In a 409-page report that delves into environmental issues ranging from air quality to soils, the U.S. Forest Service concludes there will be no significant impact to the environment from building a new Summit House atop Pikes Peak.
The draft environmental assessment concluded, "After reviewing the EA, the Forest Service has determined the Proposed Action will not, individually or cumulatively, significantly affect the quality of the human, biological, or physical environment."
The Forest Service further determined, based on the "context and intensity" of the project, that a more thorough and lengthy Environmental Impact Statement isn't required.
Besides a new $50-million Summit House, the project includes two other components. Here's a description from the EA:
The city, PPAM [PIkes Peak America's Mountain], U.S. Army, and CSU [Colorado Springs Utilities] have requested approval to design and construct three facilities on two building sites on the summit of Pikes Peak as accepted by the U.S. Forest Service in a letter dated April 16, 2014.
Connected to the proposal and integral to the proposed project is decommissioning and removing the existing facilities, building new facilities designed specifically for the Pikes Peak summit use objectives and environment, restoring disturbed sites to native tundra, protecting heritage resources, and enhancing visitor experiences above the 17 14,000-foot contour.
The proposed action is to redesign and construct a new Summit Complex, consisting of PPAM’s Summit Visitors Center on one site and to consolidate the City’s Plant Building, CSU’s Communications Facility, and the U.S. Army’s High-Altitude Research Laboratory (HARL) on the second site. Although separate facilities, the City’s Plant, CSU’s communications tower, and U.S. Army’s HARL, will be designed to givethe appearance of one facility.
The EA discusses the use of shuttles
during construction and after.
A public comment period is open until April 16, but the Forest Service says you can't comment unless you've already submitted a written comment earlier in the process. "Objections will only be accepted from those who have previously submitted specific written comments during a designated opportunity for public comment," the Forest Service says in an email. "Issues raised in objections must be based on previously submitted specific written comments regarding the proposed project or activity and attributed to the objector, unless the issue is based on new information that arose after the opportunities to comment."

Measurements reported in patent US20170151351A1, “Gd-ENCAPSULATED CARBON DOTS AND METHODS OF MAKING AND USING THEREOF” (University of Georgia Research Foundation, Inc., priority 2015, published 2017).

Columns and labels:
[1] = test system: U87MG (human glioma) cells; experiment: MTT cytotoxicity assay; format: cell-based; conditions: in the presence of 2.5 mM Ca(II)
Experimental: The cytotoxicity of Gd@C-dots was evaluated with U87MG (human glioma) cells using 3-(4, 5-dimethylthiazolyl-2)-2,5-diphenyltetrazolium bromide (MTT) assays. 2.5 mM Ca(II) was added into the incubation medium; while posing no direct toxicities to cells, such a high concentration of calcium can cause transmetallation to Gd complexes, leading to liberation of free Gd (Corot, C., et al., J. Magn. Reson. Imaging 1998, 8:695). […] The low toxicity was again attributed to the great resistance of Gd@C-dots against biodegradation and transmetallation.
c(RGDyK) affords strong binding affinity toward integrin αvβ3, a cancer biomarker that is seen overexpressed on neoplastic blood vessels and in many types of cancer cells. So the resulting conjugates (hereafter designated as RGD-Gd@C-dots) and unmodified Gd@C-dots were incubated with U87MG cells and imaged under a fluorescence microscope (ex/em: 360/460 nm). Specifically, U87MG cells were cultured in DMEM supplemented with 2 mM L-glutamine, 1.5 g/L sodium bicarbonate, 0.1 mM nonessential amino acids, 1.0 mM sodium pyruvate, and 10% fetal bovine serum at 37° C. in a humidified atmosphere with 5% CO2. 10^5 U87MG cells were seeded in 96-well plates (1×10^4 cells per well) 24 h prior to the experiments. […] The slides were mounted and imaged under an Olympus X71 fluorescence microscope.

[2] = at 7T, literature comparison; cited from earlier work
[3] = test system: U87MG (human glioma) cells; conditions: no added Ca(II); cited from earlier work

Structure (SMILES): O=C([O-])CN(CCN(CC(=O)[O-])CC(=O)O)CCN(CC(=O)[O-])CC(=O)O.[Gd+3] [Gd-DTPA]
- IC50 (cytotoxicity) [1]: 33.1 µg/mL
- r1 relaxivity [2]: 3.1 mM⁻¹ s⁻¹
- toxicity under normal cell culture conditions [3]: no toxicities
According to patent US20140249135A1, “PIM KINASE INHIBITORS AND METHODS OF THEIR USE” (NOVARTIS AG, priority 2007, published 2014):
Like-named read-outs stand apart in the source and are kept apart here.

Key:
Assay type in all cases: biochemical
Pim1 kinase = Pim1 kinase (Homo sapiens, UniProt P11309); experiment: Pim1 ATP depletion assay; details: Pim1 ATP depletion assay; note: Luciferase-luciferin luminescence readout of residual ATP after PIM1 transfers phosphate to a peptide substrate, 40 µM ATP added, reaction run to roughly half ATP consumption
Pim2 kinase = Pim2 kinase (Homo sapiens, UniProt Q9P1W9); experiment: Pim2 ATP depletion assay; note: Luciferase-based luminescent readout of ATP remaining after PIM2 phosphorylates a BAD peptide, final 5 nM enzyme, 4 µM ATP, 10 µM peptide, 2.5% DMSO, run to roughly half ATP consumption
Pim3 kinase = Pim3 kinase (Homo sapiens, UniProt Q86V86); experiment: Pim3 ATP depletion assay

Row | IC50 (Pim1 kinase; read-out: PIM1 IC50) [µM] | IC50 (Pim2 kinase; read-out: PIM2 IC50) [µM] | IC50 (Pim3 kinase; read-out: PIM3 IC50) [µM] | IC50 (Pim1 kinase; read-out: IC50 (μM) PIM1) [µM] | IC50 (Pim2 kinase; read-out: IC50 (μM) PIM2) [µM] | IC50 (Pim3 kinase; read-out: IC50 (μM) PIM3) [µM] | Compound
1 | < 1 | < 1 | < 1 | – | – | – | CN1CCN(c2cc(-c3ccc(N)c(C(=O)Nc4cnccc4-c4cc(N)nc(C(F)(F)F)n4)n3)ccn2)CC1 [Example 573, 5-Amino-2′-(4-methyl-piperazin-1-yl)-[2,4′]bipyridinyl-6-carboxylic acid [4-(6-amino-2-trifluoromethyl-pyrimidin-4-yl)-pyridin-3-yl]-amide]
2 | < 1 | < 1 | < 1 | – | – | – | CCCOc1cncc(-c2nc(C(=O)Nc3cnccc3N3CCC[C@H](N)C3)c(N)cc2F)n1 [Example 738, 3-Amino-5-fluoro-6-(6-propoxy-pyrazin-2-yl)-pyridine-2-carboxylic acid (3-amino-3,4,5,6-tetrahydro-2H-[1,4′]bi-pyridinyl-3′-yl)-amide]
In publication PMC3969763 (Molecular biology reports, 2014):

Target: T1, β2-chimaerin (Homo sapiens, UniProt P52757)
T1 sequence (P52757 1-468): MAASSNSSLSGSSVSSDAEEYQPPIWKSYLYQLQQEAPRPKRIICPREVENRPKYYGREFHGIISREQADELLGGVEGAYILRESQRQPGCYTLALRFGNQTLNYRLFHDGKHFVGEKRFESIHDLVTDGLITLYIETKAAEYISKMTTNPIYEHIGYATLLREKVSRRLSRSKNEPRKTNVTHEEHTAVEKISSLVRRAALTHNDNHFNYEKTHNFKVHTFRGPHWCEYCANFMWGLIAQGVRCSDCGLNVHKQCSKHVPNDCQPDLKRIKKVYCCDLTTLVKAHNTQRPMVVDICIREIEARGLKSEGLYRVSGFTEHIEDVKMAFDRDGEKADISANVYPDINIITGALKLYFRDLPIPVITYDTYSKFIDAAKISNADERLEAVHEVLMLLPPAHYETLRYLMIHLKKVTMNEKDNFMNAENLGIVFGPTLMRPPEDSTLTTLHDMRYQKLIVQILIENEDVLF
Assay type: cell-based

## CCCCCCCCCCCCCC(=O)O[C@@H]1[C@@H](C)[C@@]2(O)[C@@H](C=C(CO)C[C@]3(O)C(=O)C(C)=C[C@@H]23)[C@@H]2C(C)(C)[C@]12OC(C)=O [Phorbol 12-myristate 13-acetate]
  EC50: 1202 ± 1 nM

If you qualify to provide an "objection," as termed by the Forest Service, they should be sent to:
USDA Forest Service
Region 2 Rocky Mountain Region
Attn.: Objection Reviewing Officer
1617 Cole Boulevard, Building 17
Lakewood, CO 80401
Or faxed to (303) 275-5134.
Send electronic objections to firstname.lastname@example.org and enter Pikes Peak Summit Complex in the subject line.
Here's a little history contained in the Forest Service's report:
1820- First recorded ascent by Dr. Edwin James
1873- First structure built atop Pikes Peak
1889- Completion of the Pikes Peak Carriage Toll Road
1891- The Cog railway completed
1963- Current Summit House built
1969- U.S. Army research building constructed
1970s- CSU Communication Facility built
1992- Pikes Peak Highway Master Plan completed- recommend implementing erosion and sediment control plan and replacement of the Summit House
2002- City of Colorado Springs implements the Drainage, Erosion and Sediment Control Plan
2011- Pikes Peak Toll Road is completely paved.
April 16, 2014 Decision to prepare an EA
Here's the Environmental Assessment:
See related PDF